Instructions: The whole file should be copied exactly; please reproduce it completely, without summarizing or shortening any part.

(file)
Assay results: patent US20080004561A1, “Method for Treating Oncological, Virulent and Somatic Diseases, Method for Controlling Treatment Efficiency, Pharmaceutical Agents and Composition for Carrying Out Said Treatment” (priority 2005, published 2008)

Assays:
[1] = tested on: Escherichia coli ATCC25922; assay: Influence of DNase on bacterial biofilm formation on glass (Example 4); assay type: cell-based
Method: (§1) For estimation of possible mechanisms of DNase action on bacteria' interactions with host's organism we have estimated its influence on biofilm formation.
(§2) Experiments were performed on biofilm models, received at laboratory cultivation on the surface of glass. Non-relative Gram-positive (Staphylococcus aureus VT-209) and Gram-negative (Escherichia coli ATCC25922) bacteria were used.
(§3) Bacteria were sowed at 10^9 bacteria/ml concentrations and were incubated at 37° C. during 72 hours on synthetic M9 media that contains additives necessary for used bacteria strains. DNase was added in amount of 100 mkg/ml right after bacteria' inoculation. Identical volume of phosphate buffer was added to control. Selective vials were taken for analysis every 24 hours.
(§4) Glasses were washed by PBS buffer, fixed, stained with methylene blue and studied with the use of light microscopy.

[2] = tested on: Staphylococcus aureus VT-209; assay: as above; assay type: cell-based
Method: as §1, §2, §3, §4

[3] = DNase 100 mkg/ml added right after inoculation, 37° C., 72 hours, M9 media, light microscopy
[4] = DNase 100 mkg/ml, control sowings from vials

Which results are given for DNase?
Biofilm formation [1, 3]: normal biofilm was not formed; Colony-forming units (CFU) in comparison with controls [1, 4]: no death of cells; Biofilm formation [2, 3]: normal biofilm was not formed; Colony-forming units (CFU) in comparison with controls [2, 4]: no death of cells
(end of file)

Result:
Assay results: patent US20080004561A1, “Method for Treating Oncological, Virulent and Somatic Diseases, Method for Controlling Treatment Efficiency, Pharmaceutical Agents and Composition for Carrying Out Said Treatment” (priority 2005, published 2008)

Assays:
[1] = tested on: Escherichia coli ATCC25922; assay: Influence of DNase on bacterial biofilm formation on glass (Example 4); assay type: cell-based
Method: (§1) For estimation of possible mechanisms of DNase action on bacteria' interactions with host's organism we have estimated its influence on biofilm formation.
(§2) Experiments were performed on biofilm models, received at laboratory cultivation on the surface of glass. Non-relative Gram-positive (Staphylococcus aureus VT-209) and Gram-negative (Escherichia coli ATCC25922) bacteria were used.
(§3) Bacteria were sowed at 10^9 bacteria/ml concentrations and were incubated at 37° C. during 72 hours on synthetic M9 media that contains additives necessary for used bacteria strains. DNase was added in amount of 100 mkg/ml right after bacteria' inoculation. Identical volume of phosphate buffer was added to control. Selective vials were taken for analysis every 24 hours.
(§4) Glasses were washed by PBS buffer, fixed, stained with methylene blue and studied with the use of light microscopy.

[2] = tested on: Staphylococcus aureus VT-209; assay: as above; assay type: cell-based
Method: as §1, §2, §3, §4

[3] = DNase 100 mkg/ml added right after inoculation, 37° C., 72 hours, M9 media, light microscopy
[4] = DNase 100 mkg/ml, control sowings from vials

Which results are given for DNase?
Biofilm formation [1, 3]: normal biofilm was not formed; Colony-forming units (CFU) in comparison with controls [1, 4]: no death of cells; Biofilm formation [2, 3]: normal biofilm was not formed; Colony-forming units (CFU) in comparison with controls [2, 4]: no death of cells